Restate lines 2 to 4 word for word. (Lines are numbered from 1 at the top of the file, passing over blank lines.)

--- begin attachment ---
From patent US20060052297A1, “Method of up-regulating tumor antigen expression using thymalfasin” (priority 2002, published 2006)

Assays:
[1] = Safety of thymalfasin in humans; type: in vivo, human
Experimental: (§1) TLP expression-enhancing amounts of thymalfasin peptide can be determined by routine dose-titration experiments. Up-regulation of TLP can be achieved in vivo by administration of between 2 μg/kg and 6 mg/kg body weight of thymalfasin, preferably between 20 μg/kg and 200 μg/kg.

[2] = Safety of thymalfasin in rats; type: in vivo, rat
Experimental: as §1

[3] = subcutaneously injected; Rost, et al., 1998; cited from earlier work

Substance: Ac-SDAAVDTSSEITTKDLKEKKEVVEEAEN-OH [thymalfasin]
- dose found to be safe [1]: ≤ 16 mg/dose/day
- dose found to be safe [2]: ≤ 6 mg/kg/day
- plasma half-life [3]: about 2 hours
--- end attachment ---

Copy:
Assays:
[1] = Safety of thymalfasin in humans; type: in vivo, human
Experimental: (§1) TLP expression-enhancing amounts of thymalfasin peptide can be determined by routine dose-titration experiments. Up-regulation of TLP can be achieved in vivo by administration of between 2 μg/kg and 6 mg/kg body weight of thymalfasin, preferably between 20 μg/kg and 200 μg/kg.